Kaapo Kakko has been moved between the first and second line throughout the season. He played well on the right wing with solid puck distributor Ryan Strome in the middle and passing magician Artemi Panarin on the left. On that line, Kakko was expected to be a goal scorer and was starting to get comfortable there when Gerard Gallent moved him to the first line. The top line has net-front presence Chris Kreider and strong shooter Mika Zibanejad. Suddenly, Kakko has to become more of a playmaker. He seems to not have adjusted as well to this role. Zibanejad is also an excellent play maker, and some nights the top line looks like a two-person line, leaving Kakko out. Gallant and Kakko need to find where he can be most effective so he can contribute.

Filip Chytil and Barclay Goodrow are other interesting players to watch in this search for a role. Chytil has almost always been used at center with the Rangers but recently has had some good looks on the wing. Chytil’s awareness on the ice just isn’t where it needs to be in order for him to be center. He needs to be able to distribute the puck which has proven to be an issue for him. Chytil has picked up his game recently recording three assists and one goal for four points in his last five games, mostly as a winger. At this point in his career, he is expected to produce especially if the Rangers are to make the playoffs.

Barclay Goodrow is a playoff player. Both with the San Jose Sharks and the Tampa Bay Lightning, Goodrow was a reliable player and integral part of their playoff runs. The Rangers will need him to reach this other level he has in the postseason. Contributions need to come from all four lines, not only the top two. All three defense pairs have been solid recently, especially with the addition of Braden Schneider.

Rangers have the coaching to achieve playoff success

Looking at Gerard Gallant’s recent coaching history, he took the Vegas Golden Knights to the playoffs all three years of his tenure there. In the Knights’ inaugural season, he took them all the way to the Stanley Cup Final. Clearly, Gallant knows how to navigate the postseason.

Additionally, it’s been often said that Gallant is a “player’s coach” and players enjoy playing for him. That seems to be holding true with the Rangers considering their vast improvement from last season where there was an apparent disconnect between the players and then-Head Coach David Quinn.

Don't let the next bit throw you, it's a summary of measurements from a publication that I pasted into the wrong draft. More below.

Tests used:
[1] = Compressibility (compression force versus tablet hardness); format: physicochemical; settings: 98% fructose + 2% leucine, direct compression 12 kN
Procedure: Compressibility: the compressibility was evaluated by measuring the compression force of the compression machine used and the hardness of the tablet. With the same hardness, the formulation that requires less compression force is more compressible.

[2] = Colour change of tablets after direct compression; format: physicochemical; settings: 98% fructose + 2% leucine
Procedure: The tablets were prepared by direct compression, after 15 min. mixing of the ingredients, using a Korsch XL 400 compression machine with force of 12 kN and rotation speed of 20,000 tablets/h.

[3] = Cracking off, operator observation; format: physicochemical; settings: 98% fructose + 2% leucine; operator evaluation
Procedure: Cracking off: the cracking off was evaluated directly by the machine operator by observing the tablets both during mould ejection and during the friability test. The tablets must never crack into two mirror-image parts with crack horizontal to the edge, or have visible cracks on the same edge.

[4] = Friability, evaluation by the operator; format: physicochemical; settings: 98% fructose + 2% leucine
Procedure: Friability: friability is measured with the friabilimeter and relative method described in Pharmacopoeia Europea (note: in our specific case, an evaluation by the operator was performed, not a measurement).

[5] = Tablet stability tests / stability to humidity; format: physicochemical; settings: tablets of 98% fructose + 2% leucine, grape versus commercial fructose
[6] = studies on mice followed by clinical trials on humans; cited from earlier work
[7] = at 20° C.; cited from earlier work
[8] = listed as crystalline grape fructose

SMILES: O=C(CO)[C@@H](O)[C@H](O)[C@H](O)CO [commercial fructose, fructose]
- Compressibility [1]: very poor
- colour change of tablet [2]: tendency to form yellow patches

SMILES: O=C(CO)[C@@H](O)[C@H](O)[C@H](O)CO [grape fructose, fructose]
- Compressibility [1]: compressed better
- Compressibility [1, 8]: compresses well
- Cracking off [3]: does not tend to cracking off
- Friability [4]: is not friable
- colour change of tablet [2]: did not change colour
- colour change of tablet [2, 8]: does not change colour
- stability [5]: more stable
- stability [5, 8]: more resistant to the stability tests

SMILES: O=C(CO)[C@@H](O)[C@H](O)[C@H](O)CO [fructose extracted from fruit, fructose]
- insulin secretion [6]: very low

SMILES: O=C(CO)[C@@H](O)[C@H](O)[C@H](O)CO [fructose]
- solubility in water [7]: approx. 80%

Rangers proving they can be resilient

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Jan 19, 2022; New York, New York, USA; New York Rangers right wing Ryan Reaves (75) celebrates his goal against the Toronto Maple Leafs with defenseman Ryan Lindgren (55) and defenseman Adam Fox (23) during the first period at Madison Square Garden. Mandatory Credit: Brad Penner-USA TODAY Sports

Since returning from holiday break, the Rangers have had players going on and coming off the COVID list. There have also been some injuries But even with multiple regular players out, they were able to get through the stretch without losing ground in the division.

The Rangers’ third and fourth lines looked like a minor league team on paper with Tim Gettinger, Morgan Barron, Johnny Brodzinski, and Greg McKegg playing. However, they each did what was required of them to help the Rangers succeed. In particular, Barron stood out at center. The Rangers should consider giving him another, more substantial look.

Wednesday night’s game against the Toronto Maple Leafs was a good example of this team’s resilience. The Rangers were down 3-1 after the first period but were able to come back and win it 6-3. Ryan Reaves and the fourth line really led the way. A strong fourth line is an ingredient for success especially in the playoffs, so it will be encouraging if they can continue to contribute offensively or even just physically to send a message.

The Rangers still have 42 games left in their season to make adjustments. It’s likely that they will make the playoffs, and they can be ready. They’re a young team, but they have players with playoff experience and a coach who knows how to coach in that situation. They have a foundation that they can build upon in order to prepare for the postseason. It will be interesting to see what they do in the second half of the season and whether or not they can actually contend.

Note: All stats come from hockeyreference.com and nhl.com